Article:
Trouble is, I am spending so much time sorting out books and writing this blog that I am not finding enough time to read!

Let me know what you’ve been reading. And I will add your recommendations to my pile.

The image below is from a book of children’s stories by Leo Tolstoy. No value whatsoever!

See you tomorrow.

© Andrea Neidle, My Life in Poems

LBC – LONG BEFORE COVID

 

 

 

 

 

 

 

IMAGINE YOU ARE ON A BEACH …

In another life LBC (long before Covid) I used to teach relaxation.  For those of you who know me, that’s probably hard to believe!

I was a NCT (National Childbirth Trust) antenatal (prenatal to my American readers) teacher. In addition to teaching expectant couples about the realities of parenthood plus practical skills for childbirth, my remit was also to teach relaxation and breathing. They call it hypnobirthing now.

One evening a week after I’d cooked dinner from scratch for five, tidied up the living room and kitchen, cleaned the loo, bathed three children, read bedtime stories and put the kids to bed, I would then rearrange the furniture in our living room to create more space and get out all the paraphernalia for the class. This included a number of the huge relaxation cushions we called “wedges”, books about pregnancy, labour and breastfeeding, a plastic pelvis, a “baby” (a floppy doll someone had made that even had a removable umbilical cord) and a birth chart. I also prepared twelve cups and saucers in readiness for the class coffee break.  All the while, of course, having to run up and down the stairs a few times to settle the children.  Then at 8pm, just when I was about ready to drop, my class of six couples would eagerly arrive and I would teach them how to relax!  Yes, I thought it was amusing even then.

A RELAXATION TECHNIQUE TO TRY (or not – in which case skip the next three paragraphs)

Get yourself comfortable. You can lie down anywhere but make sure your back is well supported.  Close your eyes. Start by listening to your breathing.  Breathe in deeply through your nose and out through your mouth.  Do this for a while.  Now listen to the sounds you can hear outside your home.  Nowadays it’s probably desperately quiet but BC (Before Covid) you might have heard  the sound of  traffic, aeroplanes, trains in the distance and maybe also the chatter of passers by. Now you may be able to hear the sound of birds singing.  Just concentrate on what you hear, all the while keeping your breathing slow and steady.  Now switch to listening to the indoor sounds.  Perhaps you can hear the humming of household appliances or the creaking of floorboards.  Focus on those sounds.  If you are in bed you might be able to hear the sound of your partner snoring.  Rather than letting it annoy you, just continue focusing on your deep, relaxed breathing. In through your nose and out through your mouth.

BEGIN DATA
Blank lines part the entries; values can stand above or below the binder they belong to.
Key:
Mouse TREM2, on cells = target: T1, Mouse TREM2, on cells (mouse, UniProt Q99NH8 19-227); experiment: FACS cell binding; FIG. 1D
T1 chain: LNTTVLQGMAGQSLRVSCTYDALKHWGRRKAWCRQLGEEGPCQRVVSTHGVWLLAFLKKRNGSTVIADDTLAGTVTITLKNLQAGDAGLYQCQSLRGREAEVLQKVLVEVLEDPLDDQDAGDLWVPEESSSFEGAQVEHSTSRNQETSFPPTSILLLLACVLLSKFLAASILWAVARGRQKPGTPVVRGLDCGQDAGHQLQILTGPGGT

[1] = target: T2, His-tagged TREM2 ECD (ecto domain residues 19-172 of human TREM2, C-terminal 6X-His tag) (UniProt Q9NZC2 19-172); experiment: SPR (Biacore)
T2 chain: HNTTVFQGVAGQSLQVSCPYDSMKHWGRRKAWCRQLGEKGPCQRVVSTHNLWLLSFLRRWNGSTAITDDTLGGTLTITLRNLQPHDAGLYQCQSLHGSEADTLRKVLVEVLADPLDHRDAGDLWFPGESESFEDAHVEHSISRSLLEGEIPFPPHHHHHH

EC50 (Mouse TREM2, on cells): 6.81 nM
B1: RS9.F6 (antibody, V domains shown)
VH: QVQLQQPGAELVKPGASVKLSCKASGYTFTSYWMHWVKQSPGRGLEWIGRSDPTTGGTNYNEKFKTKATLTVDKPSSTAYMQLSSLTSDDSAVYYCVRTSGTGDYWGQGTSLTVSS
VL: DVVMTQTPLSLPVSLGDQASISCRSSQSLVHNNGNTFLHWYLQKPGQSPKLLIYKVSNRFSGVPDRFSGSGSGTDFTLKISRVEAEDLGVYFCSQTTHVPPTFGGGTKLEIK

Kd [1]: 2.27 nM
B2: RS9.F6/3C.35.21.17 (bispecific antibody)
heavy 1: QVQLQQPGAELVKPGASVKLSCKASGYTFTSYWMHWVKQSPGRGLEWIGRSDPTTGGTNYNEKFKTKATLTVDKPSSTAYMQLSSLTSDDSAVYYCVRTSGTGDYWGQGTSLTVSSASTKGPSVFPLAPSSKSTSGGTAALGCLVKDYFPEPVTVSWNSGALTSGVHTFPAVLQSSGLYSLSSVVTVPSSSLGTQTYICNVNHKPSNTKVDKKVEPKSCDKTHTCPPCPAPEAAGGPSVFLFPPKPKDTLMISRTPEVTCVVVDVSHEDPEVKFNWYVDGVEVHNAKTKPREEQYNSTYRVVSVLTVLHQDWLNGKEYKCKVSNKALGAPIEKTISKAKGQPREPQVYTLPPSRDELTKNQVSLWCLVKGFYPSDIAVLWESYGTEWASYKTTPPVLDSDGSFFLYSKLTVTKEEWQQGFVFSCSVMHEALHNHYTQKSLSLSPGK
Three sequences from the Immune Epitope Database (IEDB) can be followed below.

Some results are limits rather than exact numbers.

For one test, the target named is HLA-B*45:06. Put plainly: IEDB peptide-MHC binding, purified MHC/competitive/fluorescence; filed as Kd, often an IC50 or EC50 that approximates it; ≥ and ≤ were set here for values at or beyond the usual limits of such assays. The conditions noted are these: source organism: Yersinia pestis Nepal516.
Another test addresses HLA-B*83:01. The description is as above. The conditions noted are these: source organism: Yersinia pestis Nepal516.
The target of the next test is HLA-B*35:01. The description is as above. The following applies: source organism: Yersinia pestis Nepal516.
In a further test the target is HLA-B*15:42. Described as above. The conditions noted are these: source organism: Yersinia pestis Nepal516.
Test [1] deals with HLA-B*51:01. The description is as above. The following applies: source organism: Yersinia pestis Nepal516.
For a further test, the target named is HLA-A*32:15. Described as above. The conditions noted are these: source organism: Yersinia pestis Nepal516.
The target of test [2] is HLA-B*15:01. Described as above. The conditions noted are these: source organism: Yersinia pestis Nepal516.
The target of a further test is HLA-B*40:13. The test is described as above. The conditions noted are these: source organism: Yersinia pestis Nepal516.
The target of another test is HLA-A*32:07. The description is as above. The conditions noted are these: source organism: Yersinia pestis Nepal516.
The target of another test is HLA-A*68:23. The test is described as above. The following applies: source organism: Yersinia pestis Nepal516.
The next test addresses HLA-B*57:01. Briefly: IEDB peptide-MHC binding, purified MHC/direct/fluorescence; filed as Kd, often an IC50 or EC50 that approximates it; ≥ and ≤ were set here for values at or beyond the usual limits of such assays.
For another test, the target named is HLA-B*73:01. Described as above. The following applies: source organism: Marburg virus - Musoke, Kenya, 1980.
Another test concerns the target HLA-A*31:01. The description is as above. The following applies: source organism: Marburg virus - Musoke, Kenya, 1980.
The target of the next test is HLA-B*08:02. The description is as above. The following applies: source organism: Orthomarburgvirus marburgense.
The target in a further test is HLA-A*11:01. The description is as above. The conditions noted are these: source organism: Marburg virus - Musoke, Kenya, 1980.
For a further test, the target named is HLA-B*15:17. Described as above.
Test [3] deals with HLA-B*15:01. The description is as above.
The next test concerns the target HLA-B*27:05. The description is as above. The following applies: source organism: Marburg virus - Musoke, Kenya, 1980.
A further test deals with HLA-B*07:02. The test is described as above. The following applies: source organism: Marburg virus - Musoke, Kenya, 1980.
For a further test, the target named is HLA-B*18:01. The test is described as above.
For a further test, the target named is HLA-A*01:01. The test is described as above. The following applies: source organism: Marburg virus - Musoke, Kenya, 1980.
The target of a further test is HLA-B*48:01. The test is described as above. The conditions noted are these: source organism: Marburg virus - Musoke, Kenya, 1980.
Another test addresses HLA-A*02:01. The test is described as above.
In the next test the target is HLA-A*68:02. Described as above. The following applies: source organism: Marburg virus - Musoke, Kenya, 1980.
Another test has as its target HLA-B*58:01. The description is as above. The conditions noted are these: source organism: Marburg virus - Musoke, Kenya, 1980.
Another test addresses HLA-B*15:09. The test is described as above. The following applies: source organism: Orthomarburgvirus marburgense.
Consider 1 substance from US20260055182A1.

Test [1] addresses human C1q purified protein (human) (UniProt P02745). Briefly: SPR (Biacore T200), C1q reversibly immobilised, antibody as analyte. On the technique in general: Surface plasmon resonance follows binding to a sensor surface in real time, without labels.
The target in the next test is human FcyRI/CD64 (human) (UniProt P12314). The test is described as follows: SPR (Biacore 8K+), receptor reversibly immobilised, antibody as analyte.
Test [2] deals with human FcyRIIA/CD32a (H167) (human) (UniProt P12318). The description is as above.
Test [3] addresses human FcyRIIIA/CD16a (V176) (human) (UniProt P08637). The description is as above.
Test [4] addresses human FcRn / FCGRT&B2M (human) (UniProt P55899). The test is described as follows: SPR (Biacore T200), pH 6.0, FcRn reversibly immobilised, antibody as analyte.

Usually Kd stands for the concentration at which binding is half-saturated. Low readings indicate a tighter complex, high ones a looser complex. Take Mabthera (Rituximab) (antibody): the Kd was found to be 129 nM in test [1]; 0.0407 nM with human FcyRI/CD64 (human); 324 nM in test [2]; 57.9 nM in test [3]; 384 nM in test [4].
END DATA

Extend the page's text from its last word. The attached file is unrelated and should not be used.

Think about a place where you felt happy and relaxed. Some people find it helpful to imagine they are lying on a beach or floating in the sea. Carry on with the breathing. Now starting with your right foot, clench your toes on the in breath and relax them on the out breath.  Do the same with the other foot. Then tighten and relax each leg in turn.  On the in breath, tighten your buttocks. And then relax them. If you know how to exercise your pelvic floor, tighten it and then relax.  Always tighten when you breathe in and relax when you breathe out. In this way, work through your entire body – stomach, back, arms, hands (clench each one and then relax it), shoulders (lift up to chin and then back down) and finally your face.  Screw up your whole face tightly and then – on the out breath – let go. Continue with your deep relaxed breathing.  If you feel any part of you tightening up, just repeat the process.

If you’re in bed you may even find that you fall asleep before you reach the end of the exercise! I’d be interested in your feedback as to how you get on – feel free to comment below.

This simple relaxation technique worked so well for me that for many years I was able to have fillings (and other treatment) at the dentist without the need for injections.  I just used to relax in the dental chair and do my breathing.  Returning to work after twelve years at home bringing up children, I used the relaxation and breathing for my job interview. I arrived early and remained in my car listening to Mozart’s clarinet quintet and doing my relaxation breathing. Later, after I had succeeded in getting the position, I used the relaxation and breathing with my postgraduate students to help them in preparation for major presentations in front of clients. Or should that be presentations in front of major clients?

One day they were all lying on the floor relaxing, really into their breathing, when the classroom door burst open and in walked the college principal accompanied by two of the governors! I don’t know who felt more embarrassed – they or me! My students, to their credit, did not stir  – some may even have fallen asleep. It felt like a scene from “The Office” long before that sitcom had ever been dreamed up. I expected a rollicking after that – a “this is not what we pay you for” conversation – but nothing was ever said.  Needless to say, I did not teach relaxation to my students again although I like to think that it might have proved useful to most of them at some stage in their advertising careers.  Yes, I used to prepare students for a career in the advertising industry. Before digital media. In the days when ads were creative and exciting.  Plug alert. My book,  “How to Get into Advertising” (Cengage Learning), once hailed as “the advertising students’ bible”, is still available on Amazon.